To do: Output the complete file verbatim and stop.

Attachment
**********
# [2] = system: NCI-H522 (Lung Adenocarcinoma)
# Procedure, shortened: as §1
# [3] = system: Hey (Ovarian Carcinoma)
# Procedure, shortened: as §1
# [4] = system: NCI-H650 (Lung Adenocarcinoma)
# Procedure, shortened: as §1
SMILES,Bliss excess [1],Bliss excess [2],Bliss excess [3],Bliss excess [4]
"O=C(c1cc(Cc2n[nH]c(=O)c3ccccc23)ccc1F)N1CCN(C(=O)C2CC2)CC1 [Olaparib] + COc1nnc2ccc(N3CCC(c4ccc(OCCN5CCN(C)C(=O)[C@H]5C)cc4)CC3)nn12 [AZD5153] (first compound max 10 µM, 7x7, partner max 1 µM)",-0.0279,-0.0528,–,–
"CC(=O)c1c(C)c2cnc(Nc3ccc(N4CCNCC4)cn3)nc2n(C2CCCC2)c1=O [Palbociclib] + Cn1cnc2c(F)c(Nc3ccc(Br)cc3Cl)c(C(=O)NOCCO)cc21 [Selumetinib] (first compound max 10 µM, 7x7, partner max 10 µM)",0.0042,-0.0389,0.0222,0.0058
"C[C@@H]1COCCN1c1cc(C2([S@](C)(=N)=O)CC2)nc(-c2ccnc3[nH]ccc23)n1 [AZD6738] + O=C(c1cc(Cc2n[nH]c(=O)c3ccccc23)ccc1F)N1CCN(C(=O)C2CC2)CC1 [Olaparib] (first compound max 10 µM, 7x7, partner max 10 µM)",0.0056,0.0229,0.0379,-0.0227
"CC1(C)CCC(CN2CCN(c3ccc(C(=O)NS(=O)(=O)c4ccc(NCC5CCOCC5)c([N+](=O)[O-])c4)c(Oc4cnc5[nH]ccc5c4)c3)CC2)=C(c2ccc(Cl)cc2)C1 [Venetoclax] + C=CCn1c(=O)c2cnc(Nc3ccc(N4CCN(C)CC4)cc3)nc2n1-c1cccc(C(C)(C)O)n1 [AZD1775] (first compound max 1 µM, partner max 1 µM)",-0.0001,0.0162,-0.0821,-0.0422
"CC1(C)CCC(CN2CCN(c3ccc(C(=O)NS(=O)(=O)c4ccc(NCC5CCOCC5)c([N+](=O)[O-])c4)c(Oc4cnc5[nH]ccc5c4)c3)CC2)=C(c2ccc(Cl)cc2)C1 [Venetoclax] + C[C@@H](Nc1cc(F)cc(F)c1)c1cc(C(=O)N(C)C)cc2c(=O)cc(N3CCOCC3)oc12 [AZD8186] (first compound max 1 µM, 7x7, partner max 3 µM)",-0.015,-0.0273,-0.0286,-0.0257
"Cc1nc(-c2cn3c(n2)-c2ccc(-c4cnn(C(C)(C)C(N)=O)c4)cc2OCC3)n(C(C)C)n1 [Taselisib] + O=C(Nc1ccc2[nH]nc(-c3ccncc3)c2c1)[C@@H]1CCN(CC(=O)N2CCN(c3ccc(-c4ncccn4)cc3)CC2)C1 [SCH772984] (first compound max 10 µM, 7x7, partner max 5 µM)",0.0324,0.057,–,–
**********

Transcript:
# [2] = system: NCI-H522 (Lung Adenocarcinoma)
# Procedure, shortened: as §1
# [3] = system: Hey (Ovarian Carcinoma)
# Procedure, shortened: as §1
# [4] = system: NCI-H650 (Lung Adenocarcinoma)
# Procedure, shortened: as §1
SMILES,Bliss excess [1],Bliss excess [2],Bliss excess [3],Bliss excess [4]
"O=C(c1cc(Cc2n[nH]c(=O)c3ccccc23)ccc1F)N1CCN(C(=O)C2CC2)CC1 [Olaparib] + COc1nnc2ccc(N3CCC(c4ccc(OCCN5CCN(C)C(=O)[C@H]5C)cc4)CC3)nn12 [AZD5153] (first compound max 10 µM, 7x7, partner max 1 µM)",-0.0279,-0.0528,–,–
"CC(=O)c1c(C)c2cnc(Nc3ccc(N4CCNCC4)cn3)nc2n(C2CCCC2)c1=O [Palbociclib] + Cn1cnc2c(F)c(Nc3ccc(Br)cc3Cl)c(C(=O)NOCCO)cc21 [Selumetinib] (first compound max 10 µM, 7x7, partner max 10 µM)",0.0042,-0.0389,0.0222,0.0058
"C[C@@H]1COCCN1c1cc(C2([S@](C)(=N)=O)CC2)nc(-c2ccnc3[nH]ccc23)n1 [AZD6738] + O=C(c1cc(Cc2n[nH]c(=O)c3ccccc23)ccc1F)N1CCN(C(=O)C2CC2)CC1 [Olaparib] (first compound max 10 µM, 7x7, partner max 10 µM)",0.0056,0.0229,0.0379,-0.0227
"CC1(C)CCC(CN2CCN(c3ccc(C(=O)NS(=O)(=O)c4ccc(NCC5CCOCC5)c([N+](=O)[O-])c4)c(Oc4cnc5[nH]ccc5c4)c3)CC2)=C(c2ccc(Cl)cc2)C1 [Venetoclax] + C=CCn1c(=O)c2cnc(Nc3ccc(N4CCN(C)CC4)cc3)nc2n1-c1cccc(C(C)(C)O)n1 [AZD1775] (first compound max 1 µM, partner max 1 µM)",-0.0001,0.0162,-0.0821,-0.0422
"CC1(C)CCC(CN2CCN(c3ccc(C(=O)NS(=O)(=O)c4ccc(NCC5CCOCC5)c([N+](=O)[O-])c4)c(Oc4cnc5[nH]ccc5c4)c3)CC2)=C(c2ccc(Cl)cc2)C1 [Venetoclax] + C[C@@H](Nc1cc(F)cc(F)c1)c1cc(C(=O)N(C)C)cc2c(=O)cc(N3CCOCC3)oc12 [AZD8186] (first compound max 1 µM, 7x7, partner max 3 µM)",-0.015,-0.0273,-0.0286,-0.0257
"Cc1nc(-c2cn3c(n2)-c2ccc(-c4cnn(C(C)(C)C(N)=O)c4)cc2OCC3)n(C(C)C)n1 [Taselisib] + O=C(Nc1ccc2[nH]nc(-c3ccncc3)c2c1)[C@@H]1CCN(CC(=O)N2CCN(c3ccc(-c4ncccn4)cc3)CC2)C1 [SCH772984] (first compound max 10 µM, 7x7, partner max 5 µM)",0.0324,0.057,–,–